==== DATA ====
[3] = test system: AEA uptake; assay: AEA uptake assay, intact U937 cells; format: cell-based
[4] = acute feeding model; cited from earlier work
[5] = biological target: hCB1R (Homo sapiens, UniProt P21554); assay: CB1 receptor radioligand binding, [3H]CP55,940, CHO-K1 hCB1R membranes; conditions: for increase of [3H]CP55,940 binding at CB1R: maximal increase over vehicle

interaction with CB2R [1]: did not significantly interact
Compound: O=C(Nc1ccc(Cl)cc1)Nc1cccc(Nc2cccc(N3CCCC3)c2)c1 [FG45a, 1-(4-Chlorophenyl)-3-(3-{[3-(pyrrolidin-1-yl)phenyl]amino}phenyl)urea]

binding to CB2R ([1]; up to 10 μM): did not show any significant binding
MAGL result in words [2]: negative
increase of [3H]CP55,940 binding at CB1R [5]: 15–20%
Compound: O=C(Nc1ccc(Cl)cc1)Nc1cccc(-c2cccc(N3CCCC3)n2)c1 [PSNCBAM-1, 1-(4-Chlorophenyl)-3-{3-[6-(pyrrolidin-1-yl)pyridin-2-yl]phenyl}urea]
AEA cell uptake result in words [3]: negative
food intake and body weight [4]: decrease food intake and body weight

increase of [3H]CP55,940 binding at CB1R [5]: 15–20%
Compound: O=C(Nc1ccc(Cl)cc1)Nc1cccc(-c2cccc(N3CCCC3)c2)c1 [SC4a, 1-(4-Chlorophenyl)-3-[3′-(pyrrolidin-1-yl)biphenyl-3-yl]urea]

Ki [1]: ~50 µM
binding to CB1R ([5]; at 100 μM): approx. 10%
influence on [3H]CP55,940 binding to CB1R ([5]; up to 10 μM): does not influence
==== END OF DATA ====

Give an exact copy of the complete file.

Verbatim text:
[3] = test system: AEA uptake; assay: AEA uptake assay, intact U937 cells; format: cell-based
[4] = acute feeding model; cited from earlier work
[5] = biological target: hCB1R (Homo sapiens, UniProt P21554); assay: CB1 receptor radioligand binding, [3H]CP55,940, CHO-K1 hCB1R membranes; conditions: for increase of [3H]CP55,940 binding at CB1R: maximal increase over vehicle

interaction with CB2R [1]: did not significantly interact
Compound: O=C(Nc1ccc(Cl)cc1)Nc1cccc(Nc2cccc(N3CCCC3)c2)c1 [FG45a, 1-(4-Chlorophenyl)-3-(3-{[3-(pyrrolidin-1-yl)phenyl]amino}phenyl)urea]

binding to CB2R ([1]; up to 10 μM): did not show any significant binding
MAGL result in words [2]: negative
increase of [3H]CP55,940 binding at CB1R [5]: 15–20%
Compound: O=C(Nc1ccc(Cl)cc1)Nc1cccc(-c2cccc(N3CCCC3)n2)c1 [PSNCBAM-1, 1-(4-Chlorophenyl)-3-{3-[6-(pyrrolidin-1-yl)pyridin-2-yl]phenyl}urea]
AEA cell uptake result in words [3]: negative
food intake and body weight [4]: decrease food intake and body weight

increase of [3H]CP55,940 binding at CB1R [5]: 15–20%
Compound: O=C(Nc1ccc(Cl)cc1)Nc1cccc(-c2cccc(N3CCCC3)c2)c1 [SC4a, 1-(4-Chlorophenyl)-3-[3′-(pyrrolidin-1-yl)biphenyl-3-yl]urea]

Ki [1]: ~50 µM
binding to CB1R ([5]; at 100 μM): approx. 10%
influence on [3H]CP55,940 binding to CB1R ([5]; up to 10 μM): does not influence